Pavia is most visited because of the exceptional Charterhouse of Pavia just outside the town and one of the finest examples of renaissance architecture in Italy, but Pavia itself also has a rich artistic heritage. It is a challenge to see all the interesting buldings in a short visit but by careful planning you have the chance to visit the best art and architecture of the city.
In medieval times Pavia was known as the 'city of a hundred towers'. Although not many of these towers now remain there is still a great deal to enjoy as you explore the narrow streets of the historic centre, including numerous churches and pretty small piazas, the castle and the cathedral.
Explore Pavia: tourism and travel guide
Start your visit in the south of the town at Borgo Ticino, which is a good introduction to historic Pavia. Here you will immediately notice the 12th century Church of Santa Maria di Betlem, a typical example of Pavia Romanesque style.
Next cross the Ticino River using the 'Covered Bridge' (this bridge was entirely reconstructed after bombing in World War II) and enter into the heart of Pavia city and along Strada Nuova.
On the right you can see the 12th century Church of San Michele, in a wonderful Romanesque style and also historically important because it was here that the coronations of the Kings of Italy once took place. The facade is exceptional, with a central portal richly carved and dating from around 1120.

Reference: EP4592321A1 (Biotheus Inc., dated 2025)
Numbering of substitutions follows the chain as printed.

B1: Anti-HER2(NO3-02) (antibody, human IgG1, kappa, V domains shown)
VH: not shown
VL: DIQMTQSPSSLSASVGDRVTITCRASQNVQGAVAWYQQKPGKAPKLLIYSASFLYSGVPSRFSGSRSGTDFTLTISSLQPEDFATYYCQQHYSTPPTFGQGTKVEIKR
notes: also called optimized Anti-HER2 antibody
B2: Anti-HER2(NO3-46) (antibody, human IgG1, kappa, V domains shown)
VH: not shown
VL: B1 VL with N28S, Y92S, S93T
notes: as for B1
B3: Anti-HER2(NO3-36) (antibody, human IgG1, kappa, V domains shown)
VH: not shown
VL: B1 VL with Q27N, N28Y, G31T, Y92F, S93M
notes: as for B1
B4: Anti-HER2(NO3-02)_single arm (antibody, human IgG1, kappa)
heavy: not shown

Inside the church there are several frescoes including The four Evangelists by Pier Francesco Sacchi, as well as some paintings by Guglielmo Caccia (known as Moncalvo).
Returning to Strada Nuova and continuing along Via Cardano you can see the Church of San Teodoro, an example of Romanesque architecture made of mixed brickwork and masonry. The interior is divided in three naves and with a beautiful 14th century fresco showing Pavia in 1300. In this church there are also many paintings attributed to Carlo Sacchi.
Leaving the Church of San Teodoro, go back along Via Cardano to Strada Nuova. Continue as far as the crossroads between Corso Cavour and Corso Mazzini - whichever direction you take from here there are some fine examples of art in Pavia. Head along Corso Mazzini and straight on to Piazza della Vittoria and then turn left to find the Cathedral and the 'Broletto'.
Pavia Cathedral was started in 1488 by Christopher Rocchi, and its construction continued by other great artists, including Bramante, Francesco di Giorgio, Giovanni Antonio Amadeo and Gian Giacomo Dolcebuono. The cathedral was only completed in the early 20th century. The inner space of the cathedral is grandiose and imposing, accentuated by Latin archs and high pillars.
Until its collapse in 1989, which killed several people, one of the most impressive medieval towers in Pavia stood next to the cathedral.
Opposite the cathedral entrance is an equestrian statue of Marco Aurelio (or Septimius Severus) while next to the Duomo there is the 13th century Palace of the Broletto - impressive outside, and with a very spacious interior enhanced by the presence of Roman archs.
Turning back towards Corso Mazzini, continue once again along Strada Nuova to find the University of Pavia and the Renaissance courtyards with a long succession of loggias, colonnades, statues and inscriptions.
Leaving the University, continue along Via Roma and passed 'Via 20th September' to find the 14th century Church of Santa Maria del Carmine, with a magnificent façade of brickwork with a great central rose window and the pilaster strips which come unlaced as they rise the high pinnacles.
Return towards Strada Nuova and towards the Via XI February. On your right-hand rises the Castle of the Visconti [Castello Visconteo] and on your left is the Church of San Pietro in Ciel d'Oro.